Man, it’s one of those concepts that’s too perfect to fuck up: twelve WWII era inmates of a military prison are sent on a dangerous mission to kill as many Nazi officers as they can. The Americans have this target, but they don’t want to waste good soldiers, so why not these lifers and death row cons, murderers and rapists? It’s kind of the same concept as “paint clothes.” You don’t paint the house in pants you’d wear to church, and you don’t want to waste your best soldiers on a suicide mission so you use these fuckos you got in storage. If they die – well, you weren’t planning on using them anyway. No loss.
For the cons it’s a good deal too. They get to go outside. If it’s true they like killing, here’s their chance for more. They get to postpone their executions, or kill some time before their executions. And if they do a good job and survive they might get pardoned, maybe, if fuckin Ernest Borgnine sees it in his heart. If they die in the line of duty, well, maybe they’d rather die that way than on a rope.
Their major is the hated-by-the-brass Reisman (Lee G.D. Marvin). He has to train a crew of fuckups including Jim Brown (not fond of whites), John Cassavetes (adverse to authority), Telly Savalas (rapist who thinks he works for God), Donald Sutherland (young), Trini Lopez (on guitar) and Charles motherfuckin Bronson. If some of them gotta be murderers in order to bring a team like that together then, well, break a few eggs I guess. That’s a good lineup.
There are alot of sections to this movie: first he goes in and talks to them in their cells, convinces them to join. Then he starts training them, and has to get them to form bonds and work together as a unit, which isn’t easy. Then they form a rivalry with another squad and have to humiliate them in war games or their mission will be cancelled and they’ll go back to death row. Then they finally have the mission.
Of course, most of the dozen are sympathetic. Kind of a cheat. Almost all of them had honorable reasons for killing. Only Savalas is really despicable and dangerous. They put him on lookout duty when they have a party with prostitutes, because he can’t be trusted around women. He seems to think of any woman as a whore, who knows what he’s gonna think about an actual whore.
But they’re these scrappy outcasts who disdain authority, discipline and military order. So this is kind of like THE BAD NEWS BEARS as a WWII movie. You laugh as they fuck everything up, then the gruff major/coach who plays by his own rules (PBHOR) slowly whips them into shape. They bond, they have an underdog competition against another team who are so arrogant you want to see them lose bad and run home crying like babies. And the Dozen do beat them, they get to rub it in their faces. And even though the characterization isn’t all that deep you almost feel like you’re on their team too, becoming friends with them.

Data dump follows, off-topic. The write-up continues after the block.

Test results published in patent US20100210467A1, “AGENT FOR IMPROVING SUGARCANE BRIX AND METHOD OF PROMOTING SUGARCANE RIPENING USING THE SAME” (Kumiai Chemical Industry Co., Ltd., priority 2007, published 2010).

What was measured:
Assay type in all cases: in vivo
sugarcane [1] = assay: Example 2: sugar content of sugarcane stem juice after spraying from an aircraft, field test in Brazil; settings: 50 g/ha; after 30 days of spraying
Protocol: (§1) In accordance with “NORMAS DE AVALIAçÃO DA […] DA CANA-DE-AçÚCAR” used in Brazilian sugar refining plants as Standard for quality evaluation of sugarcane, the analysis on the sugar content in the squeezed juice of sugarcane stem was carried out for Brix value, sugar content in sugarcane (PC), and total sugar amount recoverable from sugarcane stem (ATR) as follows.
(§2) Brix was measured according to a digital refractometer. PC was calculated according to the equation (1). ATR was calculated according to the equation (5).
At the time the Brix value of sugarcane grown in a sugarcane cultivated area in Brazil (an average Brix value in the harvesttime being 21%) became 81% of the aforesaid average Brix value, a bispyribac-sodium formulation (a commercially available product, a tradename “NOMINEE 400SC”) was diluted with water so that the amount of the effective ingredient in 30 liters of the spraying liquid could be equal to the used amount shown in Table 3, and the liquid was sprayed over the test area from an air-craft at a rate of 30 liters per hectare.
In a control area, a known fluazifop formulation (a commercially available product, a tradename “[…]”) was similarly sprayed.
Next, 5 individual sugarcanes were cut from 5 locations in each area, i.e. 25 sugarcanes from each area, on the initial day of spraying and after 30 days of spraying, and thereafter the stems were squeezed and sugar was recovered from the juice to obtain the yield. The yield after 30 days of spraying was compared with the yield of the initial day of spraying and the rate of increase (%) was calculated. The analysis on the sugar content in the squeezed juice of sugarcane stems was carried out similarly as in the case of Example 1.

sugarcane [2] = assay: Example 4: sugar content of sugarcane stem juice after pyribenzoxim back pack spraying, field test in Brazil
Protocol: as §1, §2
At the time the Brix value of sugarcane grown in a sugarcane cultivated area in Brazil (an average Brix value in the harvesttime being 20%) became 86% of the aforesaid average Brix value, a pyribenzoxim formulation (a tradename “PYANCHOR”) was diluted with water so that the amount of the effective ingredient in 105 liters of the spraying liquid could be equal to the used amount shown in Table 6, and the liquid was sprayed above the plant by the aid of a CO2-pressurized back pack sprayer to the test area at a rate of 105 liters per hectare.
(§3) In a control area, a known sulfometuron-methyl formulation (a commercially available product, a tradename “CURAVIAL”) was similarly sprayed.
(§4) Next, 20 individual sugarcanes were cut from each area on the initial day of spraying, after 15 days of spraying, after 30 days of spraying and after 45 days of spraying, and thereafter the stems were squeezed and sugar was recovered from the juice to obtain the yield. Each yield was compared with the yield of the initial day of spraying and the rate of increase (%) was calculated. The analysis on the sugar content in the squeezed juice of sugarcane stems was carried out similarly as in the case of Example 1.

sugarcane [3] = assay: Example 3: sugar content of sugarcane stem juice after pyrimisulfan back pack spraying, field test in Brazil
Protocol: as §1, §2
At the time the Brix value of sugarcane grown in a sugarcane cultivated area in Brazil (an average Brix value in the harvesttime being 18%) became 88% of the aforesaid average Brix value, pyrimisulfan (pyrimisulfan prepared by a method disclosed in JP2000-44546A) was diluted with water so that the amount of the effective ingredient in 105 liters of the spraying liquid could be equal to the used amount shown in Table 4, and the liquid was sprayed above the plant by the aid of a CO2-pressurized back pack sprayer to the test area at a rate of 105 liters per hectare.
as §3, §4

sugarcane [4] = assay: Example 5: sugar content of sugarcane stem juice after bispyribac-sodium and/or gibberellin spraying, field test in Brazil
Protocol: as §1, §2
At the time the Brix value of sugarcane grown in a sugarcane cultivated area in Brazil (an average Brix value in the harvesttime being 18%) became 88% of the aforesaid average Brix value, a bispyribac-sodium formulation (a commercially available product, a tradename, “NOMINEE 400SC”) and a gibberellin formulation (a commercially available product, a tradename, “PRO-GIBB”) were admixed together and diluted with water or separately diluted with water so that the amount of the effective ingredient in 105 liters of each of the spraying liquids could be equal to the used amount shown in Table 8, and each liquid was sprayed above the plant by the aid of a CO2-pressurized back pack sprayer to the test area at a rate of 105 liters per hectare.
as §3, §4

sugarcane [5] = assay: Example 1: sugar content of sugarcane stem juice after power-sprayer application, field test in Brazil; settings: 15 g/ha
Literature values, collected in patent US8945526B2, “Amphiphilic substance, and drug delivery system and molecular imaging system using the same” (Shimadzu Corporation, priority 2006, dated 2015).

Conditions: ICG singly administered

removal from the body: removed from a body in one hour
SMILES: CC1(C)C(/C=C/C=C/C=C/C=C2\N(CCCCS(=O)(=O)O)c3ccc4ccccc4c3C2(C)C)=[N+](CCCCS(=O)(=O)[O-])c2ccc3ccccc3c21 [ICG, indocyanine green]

It’s also kind of like another movie by the same director, Robert Aldrich: THE LONGEST YARD. If you haven’t seen the original pre-Sandler one it’s a real broad comedy where inmates get to play (American) football against the screws. All these movies have an idea that we Americans like to think is very American, but that probaly transcends all cultures: the team of individuals. They’re all rebels who stand alone and PBTOR, but then after they hang around each other long enough they accidentally bond and next thing you know the loners are a team, united in one goal.
They’re also rebels that are part of the system, that’s another way they have their cake and yet also eat their cake. They reject the military and yet are military heroes. The Dirty Dozen are soldiers like Dirty Harry’s a cop.
THE DIRTY DOZEN is a fun movie, it’s not a gloomy war movie, but it also has some parts that were very graphic for the time. I mean, they really massacre those Nazis at the end. It was obviously an influence on Mr. Tarantino’s INGLOURIOUS BASTERDS and a reason why some people might think the Basterds are wimps. They’re all Donald Sutherlands with no Charles Bronsons or Jim Browns. That’s alot to live up to.
I love these types of premises, so I was surprised to learn from the extras that this was inspired by a real thing. It’s based on a book and the author of that book claims it came out of research and stories he heard about an actual group of condemned soldiers sent on a secret mission in WWII. The DVD also talks about some group called “The Filthy 13” who were so dedicated to the art of war that they didn’t have time for grooming, so that’s where he got that idea.
Wouldn’t it be cool if when they were fighting the Nazis the Nazis kept looking like they were gonna puke and saying, “Holy God what is that smell!?” That’s one thing people tend to forget about the Dirty Dozen. They smell like ass.
Anyway I wouldn’t say this is a masterpiece, but I do consider it a classic, and I think if for some reason you haven’t seen it you should add that to your to-do list.